This article gives an overview of Health Monitors at an MCP 2.0 data center. It describes each of the default Health Monitors available when creating Nodes and Pools. It also describes Node and Pool compatibility.

Content / Solution:

Health Monitors are a component within MCP 2.0 VIPs. For details please refer to Introduction to Virtual Listeners / VIPs in MCP 2.0

Health Monitors are object availability checks used by a load balancer to determine the status of compute resources in a load-balanced configuration.  They are applied to individual Nodes or to Pools of Nodes.

In the case of Nodes, a Health Monitor can determine the state of a Node using a number of methods ranging from an ICMP ping to a generic TCP socket connection to performing an actual HTTP query (usually “/“) and expecting a specific response (usually a 200 OK). Note: Currently, the only Health Monitor available for a Node is ICMP ping.

In the case of a Pool, a Health Monitor determines the state of a Pool by querying the members of the Pool to determine whether the Pool as a whole is available to the Server or VIP that uses the Pool. Health Monitors are used by a Virtual Listener to determine packet flow to the Pool(s) and Node(s) it is configured to use. Each Health Monitor is defined as being Node Compatible and/or Pool Compatible.

When creating a Node, You can choose not to enable a Health Monitor, or you can choose to enable the following Health Monitor:
  • CCDEFAULT.Icmp - This Health Monitor sends an ICMP ECHO request to the Node and considers the Node healthy if an ICMP ECHO reply is received.
When creating a Pool, You can choose not to enable a Health Monitor, or you can choose to enable up to two (2) of the following Health Monitors:
  • CCDEFAULT.Http - The HTTP monitor performs a simple "GET /" on the port specified on the Pool Member and returns successfully if any content is returned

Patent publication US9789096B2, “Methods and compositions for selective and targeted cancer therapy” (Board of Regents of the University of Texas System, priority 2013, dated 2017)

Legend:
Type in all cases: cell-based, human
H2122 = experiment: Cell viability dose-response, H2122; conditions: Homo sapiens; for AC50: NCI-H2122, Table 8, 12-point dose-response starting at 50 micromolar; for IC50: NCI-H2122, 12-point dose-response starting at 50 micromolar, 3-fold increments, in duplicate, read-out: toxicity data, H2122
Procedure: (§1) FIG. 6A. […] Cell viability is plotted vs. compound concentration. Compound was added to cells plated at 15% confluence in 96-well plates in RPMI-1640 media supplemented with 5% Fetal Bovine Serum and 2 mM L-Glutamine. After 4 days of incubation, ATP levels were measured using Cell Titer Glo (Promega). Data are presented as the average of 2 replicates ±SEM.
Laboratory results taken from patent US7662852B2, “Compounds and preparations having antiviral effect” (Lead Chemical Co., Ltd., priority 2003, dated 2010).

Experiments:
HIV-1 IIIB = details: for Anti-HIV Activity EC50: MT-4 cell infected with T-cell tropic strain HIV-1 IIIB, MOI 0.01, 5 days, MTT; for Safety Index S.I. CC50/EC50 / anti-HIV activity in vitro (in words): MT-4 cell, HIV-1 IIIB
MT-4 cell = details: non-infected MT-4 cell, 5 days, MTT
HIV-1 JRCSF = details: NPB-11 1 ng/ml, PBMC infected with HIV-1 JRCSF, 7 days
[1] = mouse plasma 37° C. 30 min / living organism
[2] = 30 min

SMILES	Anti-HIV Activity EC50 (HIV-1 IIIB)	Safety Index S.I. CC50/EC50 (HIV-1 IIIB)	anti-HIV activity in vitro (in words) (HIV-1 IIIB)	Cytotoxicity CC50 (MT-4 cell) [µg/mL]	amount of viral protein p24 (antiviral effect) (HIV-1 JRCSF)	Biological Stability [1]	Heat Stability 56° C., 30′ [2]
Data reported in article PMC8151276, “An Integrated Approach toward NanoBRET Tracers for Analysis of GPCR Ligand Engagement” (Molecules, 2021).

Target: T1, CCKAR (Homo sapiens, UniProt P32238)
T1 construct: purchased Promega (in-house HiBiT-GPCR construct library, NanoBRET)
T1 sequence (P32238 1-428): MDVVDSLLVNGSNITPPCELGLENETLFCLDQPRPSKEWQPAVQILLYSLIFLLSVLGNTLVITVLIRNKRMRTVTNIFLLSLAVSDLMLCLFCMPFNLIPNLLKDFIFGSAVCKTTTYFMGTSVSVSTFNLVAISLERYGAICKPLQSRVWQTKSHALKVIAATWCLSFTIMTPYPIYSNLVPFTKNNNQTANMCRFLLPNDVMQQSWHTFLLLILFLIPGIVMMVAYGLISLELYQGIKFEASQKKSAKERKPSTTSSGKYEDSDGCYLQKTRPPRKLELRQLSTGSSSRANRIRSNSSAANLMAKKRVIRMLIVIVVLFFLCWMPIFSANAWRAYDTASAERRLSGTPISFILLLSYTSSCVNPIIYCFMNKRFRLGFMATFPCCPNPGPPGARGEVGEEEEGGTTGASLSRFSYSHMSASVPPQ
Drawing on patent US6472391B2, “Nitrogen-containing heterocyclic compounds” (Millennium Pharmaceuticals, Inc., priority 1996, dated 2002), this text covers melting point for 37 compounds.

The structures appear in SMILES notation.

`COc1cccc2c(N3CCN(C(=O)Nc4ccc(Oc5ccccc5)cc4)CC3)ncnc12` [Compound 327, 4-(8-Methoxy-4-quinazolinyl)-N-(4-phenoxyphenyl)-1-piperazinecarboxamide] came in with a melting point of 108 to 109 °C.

• CCDEFAULT.Tcp - The default TCP monitor considers a Node healthy if the full TCP handshake can be completed.
  • CCDEFAULT.TcpHalfOpen - A TCP Half Open type of monitor performs a quick check on the associated service by sending a TCP SYN packet to the service. As soon as the monitor receives the SYN-ACK packet from the service, the monitor considers the service to be in an up state, and sends a RESET to the service instead of completing the three-way handshake.
  • CCDEFAULT.Udp - The User Datagram Protocol (UDP) health monitor is designed to work with ICMP Destination Unreachable message responses. When the load balancer sends a UDP health monitor request to the host (pool member) and the host's UDP port is unavailable, the monitored host returns an ICMP port unreachable message in response to the monitor request, and the load balancer immediately marks the resource down. If the monitored host goes down (for example, due to a crash or reboot), the host fails to send the ICMP port unreachable messages back to the load balancer, and the host remains marked up. For this reason, it is recommended that you use the UDP monitor in conjunction with a secondary monitor.

Related articles:

Note for API integrators that the List Default Health Monitors function described in the API 2 documentation includes compatibility information for Nodes and Pools. Note that the set of Health Monitors is subject to change over time.